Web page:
loudQUIETloud was a documentary that quickly came out last year theatrically and quickly arrived on DVD shortly thereafter. Any documentary about the Pixies piques my interest, but a certain story ran in the NME right around its theatrical release that made me hold off on seeing it. Charles Thompson criticized certain editing of the film, but the story made it seem like he was very displeased with the film. Coupled with some rather opinion-as-fact comments made by one of its filmmakers in Fool the World, I had a bad feeling about the film.
I watched the film over the weekend and found it pretty worthwhile. This is a fly-on-the-wall film about the band's reunion tour, starting in a small bar in Minneapolis. Following their tour of the states and Europe, there's plenty of intimate access that no puffy EPK would ever show. That's the perk, but the actual film feels less like the dynamic of a Pixies song and more like the dynamic of a Pixies show. Meaning, the music is incredible, but staring at the people making it can be tiresome after a while.
As noted a few times on the commentary track, the film's pacing is meant to go from the loud onstage sound to the quiet backstage, hotel room or tour bus. It's cool to see Joey and Charles spend time with their families, along with Kim spending time with her sister and David in his own world. The lack of communication between the band members is not a fault of the filmmakers or the editor. This is just how the band functioned on this leg of the tour. There are plenty of good times had by the band members, but it remains very clear how all four have moved on in their respective lives.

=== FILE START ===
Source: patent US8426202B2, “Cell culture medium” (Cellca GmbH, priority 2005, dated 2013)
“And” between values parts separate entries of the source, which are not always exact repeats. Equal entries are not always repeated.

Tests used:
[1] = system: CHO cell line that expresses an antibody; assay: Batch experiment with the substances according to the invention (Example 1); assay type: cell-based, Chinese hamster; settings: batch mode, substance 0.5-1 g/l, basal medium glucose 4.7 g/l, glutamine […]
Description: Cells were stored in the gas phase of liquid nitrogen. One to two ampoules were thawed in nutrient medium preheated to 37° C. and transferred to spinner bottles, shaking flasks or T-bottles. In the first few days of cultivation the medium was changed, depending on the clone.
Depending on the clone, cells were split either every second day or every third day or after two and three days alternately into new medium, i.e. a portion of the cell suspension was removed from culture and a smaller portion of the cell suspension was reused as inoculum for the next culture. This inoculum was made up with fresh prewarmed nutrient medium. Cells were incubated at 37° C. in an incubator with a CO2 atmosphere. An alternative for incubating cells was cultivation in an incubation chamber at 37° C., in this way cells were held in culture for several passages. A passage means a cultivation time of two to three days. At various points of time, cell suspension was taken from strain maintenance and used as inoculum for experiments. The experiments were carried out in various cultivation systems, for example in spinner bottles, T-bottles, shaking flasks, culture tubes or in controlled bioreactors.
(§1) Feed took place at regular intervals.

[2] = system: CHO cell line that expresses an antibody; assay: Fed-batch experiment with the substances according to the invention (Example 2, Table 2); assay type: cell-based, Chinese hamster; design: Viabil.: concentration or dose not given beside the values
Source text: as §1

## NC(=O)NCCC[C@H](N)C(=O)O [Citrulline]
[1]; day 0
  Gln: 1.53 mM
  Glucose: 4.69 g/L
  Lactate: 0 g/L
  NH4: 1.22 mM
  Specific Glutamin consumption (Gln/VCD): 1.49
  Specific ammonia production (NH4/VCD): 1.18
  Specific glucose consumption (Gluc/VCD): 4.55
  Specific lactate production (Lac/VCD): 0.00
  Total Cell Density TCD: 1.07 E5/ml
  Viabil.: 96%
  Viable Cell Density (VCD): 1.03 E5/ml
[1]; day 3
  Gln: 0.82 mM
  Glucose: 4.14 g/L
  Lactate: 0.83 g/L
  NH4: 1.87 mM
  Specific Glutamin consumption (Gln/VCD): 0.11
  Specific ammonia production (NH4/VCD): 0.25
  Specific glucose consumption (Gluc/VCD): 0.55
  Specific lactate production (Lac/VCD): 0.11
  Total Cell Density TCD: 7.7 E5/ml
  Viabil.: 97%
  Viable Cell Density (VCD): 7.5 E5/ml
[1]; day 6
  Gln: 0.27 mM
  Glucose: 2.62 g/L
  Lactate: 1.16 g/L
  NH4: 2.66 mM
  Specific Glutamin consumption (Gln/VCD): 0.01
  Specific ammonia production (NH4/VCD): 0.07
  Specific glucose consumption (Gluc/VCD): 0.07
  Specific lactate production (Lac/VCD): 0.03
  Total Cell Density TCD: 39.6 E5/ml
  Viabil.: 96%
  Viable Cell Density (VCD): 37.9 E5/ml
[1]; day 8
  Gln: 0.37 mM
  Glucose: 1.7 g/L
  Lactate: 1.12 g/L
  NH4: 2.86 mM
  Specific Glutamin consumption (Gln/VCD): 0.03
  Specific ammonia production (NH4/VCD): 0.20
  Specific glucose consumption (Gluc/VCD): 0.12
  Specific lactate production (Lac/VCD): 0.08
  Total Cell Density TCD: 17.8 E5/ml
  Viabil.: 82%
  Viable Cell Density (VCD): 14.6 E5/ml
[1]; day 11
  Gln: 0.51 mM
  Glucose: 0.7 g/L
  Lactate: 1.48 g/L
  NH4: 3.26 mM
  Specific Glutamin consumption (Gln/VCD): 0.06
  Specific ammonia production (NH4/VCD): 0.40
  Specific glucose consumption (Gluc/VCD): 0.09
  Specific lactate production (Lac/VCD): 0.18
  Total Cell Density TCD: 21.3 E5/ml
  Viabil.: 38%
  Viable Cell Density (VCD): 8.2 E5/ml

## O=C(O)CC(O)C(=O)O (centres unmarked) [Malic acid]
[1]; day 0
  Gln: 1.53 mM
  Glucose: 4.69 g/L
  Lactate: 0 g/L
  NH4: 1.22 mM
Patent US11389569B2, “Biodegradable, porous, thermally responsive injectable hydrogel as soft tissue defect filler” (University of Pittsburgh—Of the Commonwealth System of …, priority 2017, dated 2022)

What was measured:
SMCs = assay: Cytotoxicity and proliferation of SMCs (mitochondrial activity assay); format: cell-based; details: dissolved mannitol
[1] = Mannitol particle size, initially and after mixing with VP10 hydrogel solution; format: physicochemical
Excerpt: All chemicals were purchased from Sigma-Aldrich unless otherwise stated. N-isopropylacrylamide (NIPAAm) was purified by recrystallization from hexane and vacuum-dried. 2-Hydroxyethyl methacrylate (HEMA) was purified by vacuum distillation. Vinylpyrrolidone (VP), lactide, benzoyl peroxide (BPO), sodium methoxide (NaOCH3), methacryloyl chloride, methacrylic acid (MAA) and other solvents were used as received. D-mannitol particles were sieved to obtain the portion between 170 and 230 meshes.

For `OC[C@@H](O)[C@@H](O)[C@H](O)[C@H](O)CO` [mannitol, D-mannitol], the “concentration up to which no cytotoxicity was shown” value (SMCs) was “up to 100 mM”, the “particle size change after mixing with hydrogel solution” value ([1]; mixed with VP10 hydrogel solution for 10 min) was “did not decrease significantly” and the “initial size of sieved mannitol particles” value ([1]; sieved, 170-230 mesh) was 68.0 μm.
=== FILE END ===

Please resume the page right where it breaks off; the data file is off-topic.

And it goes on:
After viewing the film, I realized how Joe Berlinger and Bruce Sinofsky's Some Kind of Monster documentary has raised the standard for rock band documentaries. The members of Metallica bore all in front of the cameras because they were willing to bare all in front of the cameras. With the Pixies, their lack of open communication between each other presents many missed opportunities in front of the camera. Word is the film has helped the members communicate with one another.
All this said, I think the best way to understand the Pixies is by listening to their music. In no fault to the filmmakers or the previous live performance DVDs, this band made its legendary status back when there were no such things available. Curious people such as myself wanted to know more about this band Kurt Cobain (and many of his contemporaries) praised, so all we had was the music to go off of. Fool the World is a fantastic bio on the band and pretty essential if you want to know more about their origins. loudQUIETloud digs as deep as it can to get a glimpse of where the band was on this first part of their reunion. The results may not be the most compelling, so maybe a sequel or short follow-up film could provide a different (and more engaging) look at the band.